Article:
Agriculture and environment campaigners have hijacked the "bonfire of the quangos" bill, to try to ensure the establishment of a supermarket czar to protect farmers.
A House of Lords committee will consider amendments on Tuesday to the Public Bodies Bill, which is looking to reduce the number of quangos from 901 to 648. The amendments call for "conferring the function of groceries code adjudicator" on the Office of Fair Trading.
The Grocery Market Action Group, which includes the National Farmers Union and anti-poverty campaigner Traidcraft, has been lobbying parliamentarians to tag on amendments on to largely unrelated legislation. Although the coalition is committed to establishing the post, which would protect farmers' profit margins from being squeezed, a cramped legislative timetable means that it would not hit the statute books until at least 2012.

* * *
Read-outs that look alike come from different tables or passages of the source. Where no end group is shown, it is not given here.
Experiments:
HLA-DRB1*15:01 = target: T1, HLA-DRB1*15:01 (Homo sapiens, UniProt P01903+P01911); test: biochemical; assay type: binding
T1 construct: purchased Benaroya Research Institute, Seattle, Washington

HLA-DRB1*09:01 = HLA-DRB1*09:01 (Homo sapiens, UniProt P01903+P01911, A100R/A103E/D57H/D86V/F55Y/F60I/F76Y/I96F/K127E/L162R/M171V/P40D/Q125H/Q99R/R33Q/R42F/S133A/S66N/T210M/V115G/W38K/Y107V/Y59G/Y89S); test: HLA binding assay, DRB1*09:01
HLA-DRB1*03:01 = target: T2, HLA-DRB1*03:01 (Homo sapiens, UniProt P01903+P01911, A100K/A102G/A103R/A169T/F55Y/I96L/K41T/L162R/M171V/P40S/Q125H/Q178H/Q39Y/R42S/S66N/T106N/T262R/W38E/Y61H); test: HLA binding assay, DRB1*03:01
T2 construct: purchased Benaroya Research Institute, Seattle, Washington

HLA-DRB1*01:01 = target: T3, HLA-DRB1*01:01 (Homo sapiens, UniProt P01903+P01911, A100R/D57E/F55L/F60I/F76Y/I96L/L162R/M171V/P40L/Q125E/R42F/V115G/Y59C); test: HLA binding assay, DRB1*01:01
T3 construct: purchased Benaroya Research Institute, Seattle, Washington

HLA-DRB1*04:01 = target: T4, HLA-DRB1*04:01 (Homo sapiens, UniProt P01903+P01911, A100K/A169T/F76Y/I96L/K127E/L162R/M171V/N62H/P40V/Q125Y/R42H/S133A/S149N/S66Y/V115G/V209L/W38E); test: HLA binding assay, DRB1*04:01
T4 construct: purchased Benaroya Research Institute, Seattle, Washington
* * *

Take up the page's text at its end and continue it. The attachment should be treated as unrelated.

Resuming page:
A draft bill has been promised this year, but the action group has decided to "think creatively" about speeding up the introduction of an ombudsman, according to a campaign source.
Many Lib Dems are understood to be keen to support the amendments, as this policy is closer to their core beliefs than much of the coalition's plans.Reuse content